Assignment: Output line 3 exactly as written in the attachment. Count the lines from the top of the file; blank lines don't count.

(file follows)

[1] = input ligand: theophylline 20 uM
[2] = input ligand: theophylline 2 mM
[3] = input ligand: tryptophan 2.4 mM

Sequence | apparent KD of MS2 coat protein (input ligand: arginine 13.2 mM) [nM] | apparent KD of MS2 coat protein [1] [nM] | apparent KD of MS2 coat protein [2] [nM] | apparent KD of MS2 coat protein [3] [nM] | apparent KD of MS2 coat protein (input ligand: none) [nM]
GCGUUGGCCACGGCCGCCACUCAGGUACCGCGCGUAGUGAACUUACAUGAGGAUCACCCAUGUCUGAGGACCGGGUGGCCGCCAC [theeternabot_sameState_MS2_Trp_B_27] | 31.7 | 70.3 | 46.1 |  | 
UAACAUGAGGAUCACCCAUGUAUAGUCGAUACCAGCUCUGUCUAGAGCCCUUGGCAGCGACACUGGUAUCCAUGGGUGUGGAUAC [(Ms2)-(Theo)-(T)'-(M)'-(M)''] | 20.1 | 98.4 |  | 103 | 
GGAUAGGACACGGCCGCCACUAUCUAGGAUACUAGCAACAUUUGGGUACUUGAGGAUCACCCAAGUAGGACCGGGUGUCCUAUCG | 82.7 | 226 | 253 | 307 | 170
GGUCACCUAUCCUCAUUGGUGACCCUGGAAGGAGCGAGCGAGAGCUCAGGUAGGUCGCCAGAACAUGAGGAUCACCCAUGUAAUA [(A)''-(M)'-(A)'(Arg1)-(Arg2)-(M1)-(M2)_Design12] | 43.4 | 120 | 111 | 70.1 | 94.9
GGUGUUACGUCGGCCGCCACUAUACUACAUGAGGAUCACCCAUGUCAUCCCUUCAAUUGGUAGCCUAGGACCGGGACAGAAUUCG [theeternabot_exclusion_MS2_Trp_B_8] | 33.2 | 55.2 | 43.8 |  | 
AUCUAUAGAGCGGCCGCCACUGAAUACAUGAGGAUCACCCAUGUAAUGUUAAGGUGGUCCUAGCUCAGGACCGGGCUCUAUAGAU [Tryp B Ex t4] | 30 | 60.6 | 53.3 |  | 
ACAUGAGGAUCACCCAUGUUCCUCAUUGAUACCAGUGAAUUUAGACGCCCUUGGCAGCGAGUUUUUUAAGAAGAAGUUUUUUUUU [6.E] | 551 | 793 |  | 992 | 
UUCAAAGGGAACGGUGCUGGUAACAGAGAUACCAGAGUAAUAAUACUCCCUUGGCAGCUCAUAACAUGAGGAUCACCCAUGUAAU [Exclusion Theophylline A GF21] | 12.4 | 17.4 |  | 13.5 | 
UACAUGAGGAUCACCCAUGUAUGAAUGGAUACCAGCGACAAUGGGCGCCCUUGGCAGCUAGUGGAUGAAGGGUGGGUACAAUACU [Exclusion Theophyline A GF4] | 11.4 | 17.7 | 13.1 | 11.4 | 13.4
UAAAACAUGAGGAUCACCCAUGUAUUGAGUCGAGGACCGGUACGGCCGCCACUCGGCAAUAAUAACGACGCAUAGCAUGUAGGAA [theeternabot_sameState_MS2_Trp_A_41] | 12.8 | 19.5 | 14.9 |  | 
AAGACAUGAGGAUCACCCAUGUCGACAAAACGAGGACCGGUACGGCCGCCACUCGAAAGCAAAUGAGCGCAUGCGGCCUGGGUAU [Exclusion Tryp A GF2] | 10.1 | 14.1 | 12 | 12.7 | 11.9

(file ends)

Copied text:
[3] = input ligand: tryptophan 2.4 mM